Roundup is considered one of the safer herbicides. That means it is safer than 2-4-D, not safer than organic or mechanical control of weeds. So if your grower is going to use a herbicide anyway, Roundup might be preferable to 2-4-D. I am concerned about over use of any pesticide - including "organic" pesticides - and I am concerned that Roundup-ready GMOs encourage overuse. I am still trying to get the facts on Roundups chemical interaction with metals - both good nutrient mineral metals and toxic heavy metals.

I got my information from mostly .edu and a few .gov sites (and from Monsantos own guidelines concerning micronutrient metals). I avoided .org and .com sites because they just weren't impartial enough with the facts to be credible with me.
ERNIECOPP
Vista, CA

December 10, 2012
7:19 PM

Post #9355173

PG.
Thanks for the report. I am sure that took a lot of time and effort. I will add two comments.

Biodiesel has an uncertain future until Crude oil reaches the 150 to 200 dollar a barrel range so it can compete price wise, and especially so if and when the country runs out of money for subsidies.

As to your concern about overuse of Roundup as GMO crops become more common, there will always be some careless farmers and employees, but the cost of the chemicals is an important economic factor and that is probably by far the best control against overuse on well run farms.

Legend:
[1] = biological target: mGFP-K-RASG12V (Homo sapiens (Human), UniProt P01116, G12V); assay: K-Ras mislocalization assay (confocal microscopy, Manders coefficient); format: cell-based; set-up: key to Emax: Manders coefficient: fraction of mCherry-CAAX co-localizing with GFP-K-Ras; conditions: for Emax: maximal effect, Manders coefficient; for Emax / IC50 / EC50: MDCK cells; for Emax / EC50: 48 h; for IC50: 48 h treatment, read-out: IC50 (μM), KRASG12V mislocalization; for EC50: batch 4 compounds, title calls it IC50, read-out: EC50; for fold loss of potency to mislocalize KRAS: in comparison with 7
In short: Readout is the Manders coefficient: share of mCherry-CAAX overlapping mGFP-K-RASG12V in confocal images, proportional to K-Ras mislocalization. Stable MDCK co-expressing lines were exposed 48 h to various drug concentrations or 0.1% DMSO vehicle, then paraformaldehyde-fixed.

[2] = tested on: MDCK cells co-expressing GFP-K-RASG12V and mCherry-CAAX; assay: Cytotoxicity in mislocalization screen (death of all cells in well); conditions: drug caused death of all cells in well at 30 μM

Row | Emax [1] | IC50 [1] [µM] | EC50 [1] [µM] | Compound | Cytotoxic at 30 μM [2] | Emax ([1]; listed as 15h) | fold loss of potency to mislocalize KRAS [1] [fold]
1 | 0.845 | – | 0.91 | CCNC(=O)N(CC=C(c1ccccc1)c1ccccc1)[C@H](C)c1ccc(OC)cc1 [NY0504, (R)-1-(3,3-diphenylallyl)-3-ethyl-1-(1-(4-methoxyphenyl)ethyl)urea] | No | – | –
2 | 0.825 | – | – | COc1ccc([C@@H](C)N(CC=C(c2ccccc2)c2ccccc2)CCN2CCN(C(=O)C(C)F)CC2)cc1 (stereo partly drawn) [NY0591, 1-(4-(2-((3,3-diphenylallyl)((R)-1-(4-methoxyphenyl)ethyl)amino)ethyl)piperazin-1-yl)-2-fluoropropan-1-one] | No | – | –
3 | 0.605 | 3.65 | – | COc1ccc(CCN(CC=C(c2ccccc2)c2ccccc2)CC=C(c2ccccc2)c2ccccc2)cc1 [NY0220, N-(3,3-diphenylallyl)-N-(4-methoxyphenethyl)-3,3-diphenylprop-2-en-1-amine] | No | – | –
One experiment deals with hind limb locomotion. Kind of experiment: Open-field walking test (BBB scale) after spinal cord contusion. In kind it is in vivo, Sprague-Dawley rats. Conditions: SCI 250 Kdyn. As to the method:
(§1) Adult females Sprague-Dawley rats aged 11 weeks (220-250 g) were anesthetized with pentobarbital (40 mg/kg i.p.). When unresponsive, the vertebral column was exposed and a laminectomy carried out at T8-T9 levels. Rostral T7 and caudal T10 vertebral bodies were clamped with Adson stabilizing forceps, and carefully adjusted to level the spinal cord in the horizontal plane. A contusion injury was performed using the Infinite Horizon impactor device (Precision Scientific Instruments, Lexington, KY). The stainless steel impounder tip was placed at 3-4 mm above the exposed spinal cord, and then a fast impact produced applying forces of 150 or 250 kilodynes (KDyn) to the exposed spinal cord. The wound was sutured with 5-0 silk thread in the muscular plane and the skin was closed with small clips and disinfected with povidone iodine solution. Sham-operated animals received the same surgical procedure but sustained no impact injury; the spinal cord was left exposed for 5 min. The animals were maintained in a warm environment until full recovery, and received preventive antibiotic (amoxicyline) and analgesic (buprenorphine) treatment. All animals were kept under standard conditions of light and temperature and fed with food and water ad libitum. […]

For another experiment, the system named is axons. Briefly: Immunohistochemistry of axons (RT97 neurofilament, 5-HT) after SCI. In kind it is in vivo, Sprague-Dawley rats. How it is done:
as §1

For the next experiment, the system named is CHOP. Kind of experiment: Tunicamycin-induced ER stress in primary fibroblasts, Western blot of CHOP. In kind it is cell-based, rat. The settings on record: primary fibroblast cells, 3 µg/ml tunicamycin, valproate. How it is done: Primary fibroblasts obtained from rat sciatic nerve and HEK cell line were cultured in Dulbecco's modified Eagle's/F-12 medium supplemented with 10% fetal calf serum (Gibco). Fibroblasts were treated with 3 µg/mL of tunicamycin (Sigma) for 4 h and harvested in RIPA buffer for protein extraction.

Ernie

Terry

Terry
Murfreesboro, TN
(Zone 7a)


December 11, 2012
11:14 AM

Post #9355640

Ahem.

We have historically had a no-political-discussion rule in place here; it was iron-clad in the days following 9/11 and has slowly relaxed over the years. Now we try to take a fairly hands-off approach unless a thread turns from discussion to debate. (And since that is a somewhat subjective call, we occasionally must make a choice that is undoubtedly unpopular with at least half the thread participants.)

In this case, please know that Melody and I are aware of this thread, and we both commend all the posters for remaining relatively civil and constructive in your comments. If it turns into personal attacks, we'll have to shut it down - but we really hope we don't need to do that.
Indy
Alexandria, IN
(Zone 6a)

December 11, 2012
1:10 PM

Post #9355725

Thanks, Terry.

A recent "research" test was run in France concerning cancer from GMOs. It came up with a result that GMOs caused cancer. Turns out that the strain of rats or mice were strains that were bred to develop cancer so that cancer drugs could be tried out on them!! Obviously the research was dismissed by more reliable groups, but you have to wonder how long the misinformation circulates among certain groups.